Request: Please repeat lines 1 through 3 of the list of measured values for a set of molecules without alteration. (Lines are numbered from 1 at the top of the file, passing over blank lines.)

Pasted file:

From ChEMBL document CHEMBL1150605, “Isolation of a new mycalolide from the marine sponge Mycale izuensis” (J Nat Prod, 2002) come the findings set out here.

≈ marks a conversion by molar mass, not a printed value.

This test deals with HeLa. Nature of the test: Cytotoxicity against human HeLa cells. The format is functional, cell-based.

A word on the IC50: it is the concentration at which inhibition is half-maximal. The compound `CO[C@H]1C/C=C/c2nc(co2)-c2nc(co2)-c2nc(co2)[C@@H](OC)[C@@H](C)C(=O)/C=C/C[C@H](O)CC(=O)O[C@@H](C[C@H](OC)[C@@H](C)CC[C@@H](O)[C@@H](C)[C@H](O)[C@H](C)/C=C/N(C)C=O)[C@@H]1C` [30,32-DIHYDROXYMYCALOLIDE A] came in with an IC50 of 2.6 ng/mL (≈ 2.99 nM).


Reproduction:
From ChEMBL document CHEMBL1150605, “Isolation of a new mycalolide from the marine sponge Mycale izuensis” (J Nat Prod, 2002) come the findings set out here.

≈ marks a conversion by molar mass, not a printed value.

This test deals with HeLa. Nature of the test: Cytotoxicity against human HeLa cells. The format is functional, cell-based.